Pie and Mash.

Due to Mrs Veganfoodisshit’s job as a baker, she works some pretty antisocial hours. Sometimes, this means that she has to go to bed very early. This leaves me pondering on meals for one.

When that happens, it’s usually PIE O’CLOCK!


Creamy mashed potatoes, made with olive oil, oat milk and wholegrain mustard, steamed cabbage, and of course…. the pie.


If your pie isn’t completely encased in pastry, it’s just a casserole with a lid. This, is a pie. A simple short crust pastry of plain flour, olive oil, salt and water, wrapped around a filling of chestnut mushrooms, red onions and seitan (tinned “mock abalone” this time) in a rich gravy with lots of sage and black pepper.

It was huge, and washed down with beer. And scoffed in front of an episode or two of Daredevil.




Early harvests.

I love this time of year – it’s when the foraging begins!


…I say foraging, but we actually cultivate both wild garlic and nettles in our back garden!

Wild garlic has such a short season you have to make the most of it while it’s still here – so we’re having wild garlic in EVERYTHING just now. Nettles – they’re best when they’re still young and tender.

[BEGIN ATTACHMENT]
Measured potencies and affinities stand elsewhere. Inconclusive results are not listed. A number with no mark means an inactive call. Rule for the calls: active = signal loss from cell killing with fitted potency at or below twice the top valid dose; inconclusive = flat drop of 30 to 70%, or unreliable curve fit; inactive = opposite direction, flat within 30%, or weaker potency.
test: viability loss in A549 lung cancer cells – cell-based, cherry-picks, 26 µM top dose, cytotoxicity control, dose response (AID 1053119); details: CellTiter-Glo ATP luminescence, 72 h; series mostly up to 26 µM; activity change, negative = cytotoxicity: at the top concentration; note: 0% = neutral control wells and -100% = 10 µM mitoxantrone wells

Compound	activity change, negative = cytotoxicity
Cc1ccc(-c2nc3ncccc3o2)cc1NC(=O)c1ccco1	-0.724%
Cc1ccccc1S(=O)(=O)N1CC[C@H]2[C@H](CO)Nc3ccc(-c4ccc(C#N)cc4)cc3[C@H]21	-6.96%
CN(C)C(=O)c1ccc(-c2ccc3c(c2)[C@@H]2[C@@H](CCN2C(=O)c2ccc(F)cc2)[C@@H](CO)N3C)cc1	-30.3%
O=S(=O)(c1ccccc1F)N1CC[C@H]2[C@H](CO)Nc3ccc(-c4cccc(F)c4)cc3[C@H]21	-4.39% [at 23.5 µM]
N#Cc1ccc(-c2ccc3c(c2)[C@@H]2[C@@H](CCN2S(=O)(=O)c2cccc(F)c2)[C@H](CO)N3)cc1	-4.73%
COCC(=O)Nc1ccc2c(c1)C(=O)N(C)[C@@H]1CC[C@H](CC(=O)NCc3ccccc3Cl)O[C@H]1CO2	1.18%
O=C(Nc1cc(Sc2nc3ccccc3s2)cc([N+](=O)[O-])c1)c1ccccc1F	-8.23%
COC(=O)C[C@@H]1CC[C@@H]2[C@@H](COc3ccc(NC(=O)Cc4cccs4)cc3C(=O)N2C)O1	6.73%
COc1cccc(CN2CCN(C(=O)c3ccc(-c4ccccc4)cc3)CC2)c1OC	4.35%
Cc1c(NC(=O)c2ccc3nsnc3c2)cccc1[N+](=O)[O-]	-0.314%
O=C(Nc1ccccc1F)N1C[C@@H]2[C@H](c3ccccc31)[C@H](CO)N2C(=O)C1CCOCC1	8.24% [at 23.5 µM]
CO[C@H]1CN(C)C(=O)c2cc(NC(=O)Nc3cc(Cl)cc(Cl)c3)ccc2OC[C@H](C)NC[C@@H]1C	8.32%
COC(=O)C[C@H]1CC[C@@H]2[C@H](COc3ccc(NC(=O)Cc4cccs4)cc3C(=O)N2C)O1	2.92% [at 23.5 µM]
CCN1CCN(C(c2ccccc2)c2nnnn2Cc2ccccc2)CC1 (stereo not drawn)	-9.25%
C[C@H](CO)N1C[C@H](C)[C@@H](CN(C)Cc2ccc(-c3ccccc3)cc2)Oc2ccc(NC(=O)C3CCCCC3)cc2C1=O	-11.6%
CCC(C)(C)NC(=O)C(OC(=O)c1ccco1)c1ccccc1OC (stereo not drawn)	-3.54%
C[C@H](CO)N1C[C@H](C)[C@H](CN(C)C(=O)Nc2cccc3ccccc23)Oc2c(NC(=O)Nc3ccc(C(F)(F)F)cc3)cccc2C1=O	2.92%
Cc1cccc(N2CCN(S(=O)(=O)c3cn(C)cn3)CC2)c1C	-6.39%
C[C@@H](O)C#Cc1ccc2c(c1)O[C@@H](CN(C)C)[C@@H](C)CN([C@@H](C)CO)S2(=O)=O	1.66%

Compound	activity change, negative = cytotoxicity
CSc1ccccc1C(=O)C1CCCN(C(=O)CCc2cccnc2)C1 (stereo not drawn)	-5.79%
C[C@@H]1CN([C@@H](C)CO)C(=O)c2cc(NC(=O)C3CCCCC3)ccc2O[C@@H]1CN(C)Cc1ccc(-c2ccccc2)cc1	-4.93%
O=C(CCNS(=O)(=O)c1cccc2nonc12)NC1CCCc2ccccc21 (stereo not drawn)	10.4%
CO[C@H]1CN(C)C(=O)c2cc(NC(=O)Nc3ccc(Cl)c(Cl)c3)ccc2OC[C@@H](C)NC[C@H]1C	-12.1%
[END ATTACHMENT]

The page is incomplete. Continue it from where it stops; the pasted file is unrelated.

So these got picked, washed and sauteed with some sliced fennel bulbs. I baked some asparagus in olive oil, lemon juice and black pepper. Made some almond and cashew riccotta (blitzed them up with some olive oil, lemon juice and salt – delicious!), stuffed some large mushrooms with them, topped off with some basil pesto, and served with some seeded malthouse sourdough.


It was a bit tasty.

A pilgrimage of sorts….

It’s been a while – sometimes real life gets in the way of blogging… but the good news is that PLENTY of great food has been eaten over the past weeks, including quite alot of eating out.

I don’t tend to go out to restaurants very often these days – over priced, uninspiring vegan options don’t tend to lend to much excitement. However……..

I’ve been meaning to visit PRASHAD for a very long time, and it was worth the wait.

If you’ve not heard of Prashad – they’re a vegetarian Indian restaurant, winner of lots of prizes, and writers of fantastic cook books.

So four of us (one vegan, two veggies and a meat loving omni) piled into the car and headed to sunny Drighlington. In our excitement we were a *little* early, but the friendly staff got us to a table in no time at all.